New rules for luxury property projects
By AGNES CHEUNG
STRINGENT controls over the development of luxurious buildings are to free funds and land for ordinary residential and farm use.
No more new projects involving deluxe residential buildings, villas, apartments, offices or hotels can be set up or begin construction this year, while new golf courses, model antique towns and amusement parks will be strictly banned, a State Council circular said.
The notice said ordinary residential housing projects had been strapped for cash, as funds were transferred to high-end property development.
The supply of high-class property in certain areas and cities has exceeded demand, Xinhua (the New China News Agency) quoted the circular as saying.
The State Council blamed luxury property development for creating social problems. In some cities, massive migration caused by realty development triggered chaos because of resettlement difficulties.
Under the new rules, central Government and state property projects involving more than 100,000 square metres or a total investment of more than 200 million yuan (about HK$186 million), and all real estate development projects in Beijing, have to be approved by the State Planning Commission.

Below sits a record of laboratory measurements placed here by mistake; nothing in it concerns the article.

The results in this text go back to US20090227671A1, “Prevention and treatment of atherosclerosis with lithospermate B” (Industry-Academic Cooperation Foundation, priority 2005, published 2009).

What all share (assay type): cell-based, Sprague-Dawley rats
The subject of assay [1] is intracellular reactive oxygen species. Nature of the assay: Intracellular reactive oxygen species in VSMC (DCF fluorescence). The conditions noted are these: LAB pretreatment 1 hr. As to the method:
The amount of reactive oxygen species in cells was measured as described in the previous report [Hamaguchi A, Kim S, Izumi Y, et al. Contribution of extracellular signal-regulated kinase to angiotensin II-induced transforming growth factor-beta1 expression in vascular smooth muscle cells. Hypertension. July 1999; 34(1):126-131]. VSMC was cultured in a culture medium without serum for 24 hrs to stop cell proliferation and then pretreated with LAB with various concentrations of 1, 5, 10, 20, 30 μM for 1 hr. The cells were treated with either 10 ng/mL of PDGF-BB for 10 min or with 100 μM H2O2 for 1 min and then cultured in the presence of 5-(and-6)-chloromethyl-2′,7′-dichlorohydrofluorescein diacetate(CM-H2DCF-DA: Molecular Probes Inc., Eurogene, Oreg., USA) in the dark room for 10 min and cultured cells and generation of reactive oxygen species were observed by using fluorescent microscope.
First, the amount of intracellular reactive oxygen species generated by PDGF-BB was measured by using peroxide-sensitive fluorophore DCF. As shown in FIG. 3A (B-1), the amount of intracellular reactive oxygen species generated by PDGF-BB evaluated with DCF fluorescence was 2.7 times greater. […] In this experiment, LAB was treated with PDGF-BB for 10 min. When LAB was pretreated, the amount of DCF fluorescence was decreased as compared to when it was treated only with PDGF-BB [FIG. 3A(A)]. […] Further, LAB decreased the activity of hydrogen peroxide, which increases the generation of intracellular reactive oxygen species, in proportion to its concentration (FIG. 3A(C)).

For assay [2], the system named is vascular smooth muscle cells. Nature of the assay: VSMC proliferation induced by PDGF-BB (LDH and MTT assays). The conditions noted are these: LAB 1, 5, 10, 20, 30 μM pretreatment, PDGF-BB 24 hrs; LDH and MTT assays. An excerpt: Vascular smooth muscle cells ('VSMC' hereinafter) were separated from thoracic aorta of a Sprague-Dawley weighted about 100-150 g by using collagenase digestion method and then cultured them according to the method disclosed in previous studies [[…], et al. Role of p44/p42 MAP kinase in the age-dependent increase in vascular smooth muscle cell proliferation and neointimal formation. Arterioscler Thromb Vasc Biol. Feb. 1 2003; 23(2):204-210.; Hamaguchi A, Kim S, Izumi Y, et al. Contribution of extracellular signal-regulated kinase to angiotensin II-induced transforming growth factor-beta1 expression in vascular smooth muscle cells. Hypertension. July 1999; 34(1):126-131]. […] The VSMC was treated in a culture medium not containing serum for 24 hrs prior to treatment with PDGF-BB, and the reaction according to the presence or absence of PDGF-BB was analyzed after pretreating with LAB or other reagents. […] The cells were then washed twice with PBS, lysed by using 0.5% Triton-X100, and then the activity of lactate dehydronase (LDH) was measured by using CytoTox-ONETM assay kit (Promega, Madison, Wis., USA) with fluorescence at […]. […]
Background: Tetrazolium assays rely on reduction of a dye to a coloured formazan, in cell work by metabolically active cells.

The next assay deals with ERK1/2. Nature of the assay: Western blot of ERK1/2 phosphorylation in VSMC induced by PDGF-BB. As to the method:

Projects with foreign investment involving more than US$30 million (HK$231.8 million) also need authorisation.
The rules also prohibit projects from submitting their plans for approval in phases.
Local governments have to allocate 30 per cent of land sale income for developing agricultural and other major construction projects, while coastal cities must allocate 50 per cent of such revenue to the projects.
Realty projects will not receive bank loans, authorisation for land use or construction permits if they fail to inject the capital on time, the State Council said. The circular also bans the use of a whole plot of farmland for high-end real estate.
Plots of land sold for real estate development would be retrieved if developers failed to begin construction within the period of time laid down in contracts, the notice said.